It's Sunday afternoon, check in time for Trail Crew week and I'm driving to
Rise and shine the next morning and the weather is. . . good! This week is apparently unique in that we have a one day local service trip before we head off a bit further in the woods. And our work was pretty cool: The Great Glen Trails Outdoor Center needed some work done on a mountain bike trail in preparation for a 24 hour race. We got an orientation from our Crew Leaders on the various tools we’d be using during the week, and then it was time to begin. My first task? Cutting down a tree. The rest of my tasks for the day weren’t as cool, but definitely interesting and fun nonetheless. Alex DeLucia, the
Next day, we pack up and head up to the Hermit Lake Shelters, our home for the rest of the week. An interesting site for sure – with all our tools and fluorescent construction hats hanging on our packs. We set up our stuff in one of the shelters and begin to settle in a bit more with each other, as well as our new surroundings. We decide to take a hike up to the Alpine Region on the Boott Spur Trail. Hannah, one of our Leaders, gave a mini “class” on the various plant life that live in those specific areas. Then, the most incredible sight: a rainbow, below us. We had hiked above a rainbow and looked down upon it in awe and admiration. Seriously, a beautiful world. The next day we started the morning with a little warm up before getting to work. And when I say warm up, I mean dance. Yes, Hannah introduced us to a circle dance to get the blood pumping and the group excited for the day. And it involved imitating animals, ‘nuff said. We then hiked up Tuckerman Ravine Trail to start rock work in the Alpine Region. We arrived to the designated area to wind, cold, a bit of rain, and more wind. Hmmm, how long would we be able to hang in this weather? It actually turned out fine, we hiked down a bit to escape the wind and spent to the day creating rock walls and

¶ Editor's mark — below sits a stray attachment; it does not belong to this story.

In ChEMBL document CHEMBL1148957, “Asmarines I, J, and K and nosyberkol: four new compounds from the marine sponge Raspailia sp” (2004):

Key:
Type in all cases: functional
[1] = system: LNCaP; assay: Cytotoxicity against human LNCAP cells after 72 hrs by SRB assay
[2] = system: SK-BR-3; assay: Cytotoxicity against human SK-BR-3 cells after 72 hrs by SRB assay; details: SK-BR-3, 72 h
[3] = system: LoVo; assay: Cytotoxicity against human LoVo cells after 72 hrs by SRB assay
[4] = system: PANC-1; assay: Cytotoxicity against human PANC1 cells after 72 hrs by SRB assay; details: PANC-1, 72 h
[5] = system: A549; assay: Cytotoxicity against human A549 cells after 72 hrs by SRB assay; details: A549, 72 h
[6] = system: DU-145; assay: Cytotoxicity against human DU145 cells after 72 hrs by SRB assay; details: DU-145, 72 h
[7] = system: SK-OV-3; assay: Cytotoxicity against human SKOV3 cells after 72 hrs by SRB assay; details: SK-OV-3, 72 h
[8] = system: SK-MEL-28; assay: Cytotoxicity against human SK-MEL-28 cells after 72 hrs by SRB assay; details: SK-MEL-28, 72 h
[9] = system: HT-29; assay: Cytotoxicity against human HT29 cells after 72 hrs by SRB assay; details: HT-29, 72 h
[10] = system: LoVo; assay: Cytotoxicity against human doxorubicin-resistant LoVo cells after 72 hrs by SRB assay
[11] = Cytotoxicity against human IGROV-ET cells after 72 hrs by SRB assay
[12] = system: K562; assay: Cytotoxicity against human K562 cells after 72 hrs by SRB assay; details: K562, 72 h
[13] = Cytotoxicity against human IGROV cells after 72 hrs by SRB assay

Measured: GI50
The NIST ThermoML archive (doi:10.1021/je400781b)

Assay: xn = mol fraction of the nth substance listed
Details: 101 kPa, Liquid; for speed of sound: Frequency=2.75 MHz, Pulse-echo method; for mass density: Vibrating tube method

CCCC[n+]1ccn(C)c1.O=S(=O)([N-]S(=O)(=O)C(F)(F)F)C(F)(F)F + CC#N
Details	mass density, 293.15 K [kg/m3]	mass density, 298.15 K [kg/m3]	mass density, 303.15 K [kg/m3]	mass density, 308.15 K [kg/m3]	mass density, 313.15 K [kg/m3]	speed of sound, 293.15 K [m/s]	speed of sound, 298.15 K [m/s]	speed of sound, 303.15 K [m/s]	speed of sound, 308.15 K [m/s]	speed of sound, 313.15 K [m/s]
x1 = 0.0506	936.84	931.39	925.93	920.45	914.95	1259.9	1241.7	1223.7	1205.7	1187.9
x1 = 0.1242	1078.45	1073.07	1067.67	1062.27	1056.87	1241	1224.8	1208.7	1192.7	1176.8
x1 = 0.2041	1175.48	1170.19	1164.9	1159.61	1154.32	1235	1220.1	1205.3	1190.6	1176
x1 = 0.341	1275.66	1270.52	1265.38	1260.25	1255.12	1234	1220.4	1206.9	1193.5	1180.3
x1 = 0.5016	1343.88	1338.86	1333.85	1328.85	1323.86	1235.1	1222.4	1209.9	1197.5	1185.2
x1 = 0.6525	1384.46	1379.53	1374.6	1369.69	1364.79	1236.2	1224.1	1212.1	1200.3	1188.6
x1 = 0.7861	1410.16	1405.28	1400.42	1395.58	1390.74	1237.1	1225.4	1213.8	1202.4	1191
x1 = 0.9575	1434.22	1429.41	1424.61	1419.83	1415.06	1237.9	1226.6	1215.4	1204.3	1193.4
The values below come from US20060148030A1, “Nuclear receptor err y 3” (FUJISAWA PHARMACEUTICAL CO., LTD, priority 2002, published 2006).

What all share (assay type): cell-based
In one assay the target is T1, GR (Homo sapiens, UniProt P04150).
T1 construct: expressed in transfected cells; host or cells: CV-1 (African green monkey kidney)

CEY’s Cliff Notes Version of Young Members Alpine Trail Crew Week:
- I cut down a tree. On a 24 hour mountain bike course.
- We hiked above a rainbow. I mean, seriously?